Parents are children’s introduction to the world. What they see you do is as important as what they hear you say.

In helping your child recognize and confront racial bias, you should first consider your own — does your friend circle or people you work with represent a diverse and inclusive group?

Take every opportunity to challenge racism, demonstrate kindness, and stand up for every person’s right to be treated with dignity and respect.

‘Move against the walkway’ and teach kids to be actively anti-racist

To ignore our past and deny our present is to damage our future … and rob our children of the chance to change it for the better. That change starts with us, as parents, teachers, and caregivers. The next generation deserves nothing less.

Get involved in anti-racist action together. Kids this age are ready to join parents to take concrete action. Take kids to protests, work with kids to write letters to legislators, and talk to kids about donations you’re making.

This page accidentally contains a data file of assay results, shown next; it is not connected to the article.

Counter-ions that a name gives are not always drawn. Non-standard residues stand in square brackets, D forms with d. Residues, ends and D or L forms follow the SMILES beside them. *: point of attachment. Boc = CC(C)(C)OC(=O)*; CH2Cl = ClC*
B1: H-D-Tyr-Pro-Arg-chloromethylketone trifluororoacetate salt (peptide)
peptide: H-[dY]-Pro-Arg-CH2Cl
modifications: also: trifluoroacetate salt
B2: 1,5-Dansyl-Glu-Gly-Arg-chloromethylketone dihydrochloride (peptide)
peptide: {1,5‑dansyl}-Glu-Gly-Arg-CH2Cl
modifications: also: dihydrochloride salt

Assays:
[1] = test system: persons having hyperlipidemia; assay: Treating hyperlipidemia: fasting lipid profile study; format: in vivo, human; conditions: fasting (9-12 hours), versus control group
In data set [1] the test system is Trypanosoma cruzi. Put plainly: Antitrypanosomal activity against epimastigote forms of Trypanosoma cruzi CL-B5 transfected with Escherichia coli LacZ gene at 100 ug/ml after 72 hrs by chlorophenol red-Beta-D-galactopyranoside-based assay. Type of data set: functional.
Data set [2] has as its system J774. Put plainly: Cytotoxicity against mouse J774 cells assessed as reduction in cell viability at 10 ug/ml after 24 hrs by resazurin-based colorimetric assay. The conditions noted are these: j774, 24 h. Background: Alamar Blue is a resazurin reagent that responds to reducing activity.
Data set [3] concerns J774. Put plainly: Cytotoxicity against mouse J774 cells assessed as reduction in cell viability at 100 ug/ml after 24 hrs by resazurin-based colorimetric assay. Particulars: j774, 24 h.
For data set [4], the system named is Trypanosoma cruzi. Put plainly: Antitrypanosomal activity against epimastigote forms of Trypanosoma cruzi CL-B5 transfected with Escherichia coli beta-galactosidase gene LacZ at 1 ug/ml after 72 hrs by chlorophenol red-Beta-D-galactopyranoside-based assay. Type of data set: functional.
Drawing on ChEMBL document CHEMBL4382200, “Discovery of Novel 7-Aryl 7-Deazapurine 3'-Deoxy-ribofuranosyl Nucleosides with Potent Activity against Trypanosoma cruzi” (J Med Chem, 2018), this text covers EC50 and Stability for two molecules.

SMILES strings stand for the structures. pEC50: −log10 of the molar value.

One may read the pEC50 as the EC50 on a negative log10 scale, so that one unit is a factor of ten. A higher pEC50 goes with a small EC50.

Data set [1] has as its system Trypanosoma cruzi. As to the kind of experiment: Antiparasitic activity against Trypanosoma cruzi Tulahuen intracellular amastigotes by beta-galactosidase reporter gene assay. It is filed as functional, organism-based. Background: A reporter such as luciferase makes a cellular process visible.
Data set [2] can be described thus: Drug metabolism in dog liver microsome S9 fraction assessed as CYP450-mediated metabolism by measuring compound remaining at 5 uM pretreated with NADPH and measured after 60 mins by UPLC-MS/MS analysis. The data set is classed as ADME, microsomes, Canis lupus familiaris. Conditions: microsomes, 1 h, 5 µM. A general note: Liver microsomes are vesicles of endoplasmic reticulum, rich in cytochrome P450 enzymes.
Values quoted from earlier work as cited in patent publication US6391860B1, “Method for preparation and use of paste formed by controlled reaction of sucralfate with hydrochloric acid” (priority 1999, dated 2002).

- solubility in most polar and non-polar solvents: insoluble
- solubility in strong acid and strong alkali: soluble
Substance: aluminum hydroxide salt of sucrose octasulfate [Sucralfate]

Answer honestly when questions come up about police brutality and protests

No parent wants their child to see the George Floyd video. And it can be hard to explain to a young child why people are out on the streets protesting. But if they’re inadvertently exposed to the video, ask about police shootings and protests or even ask you, “Can this happen to me or you?”. Discuss it honestly, but in an age-appropriate way, and emphasize how it’s not fair.

Reassure kids that they are safe by emphasizing that you, as their mom, dad, or caregiver, are working hard to create change and make their world better. You might say to your child, “I’m here to protect you. And I’m going to make sure that those bad things never happen to you.”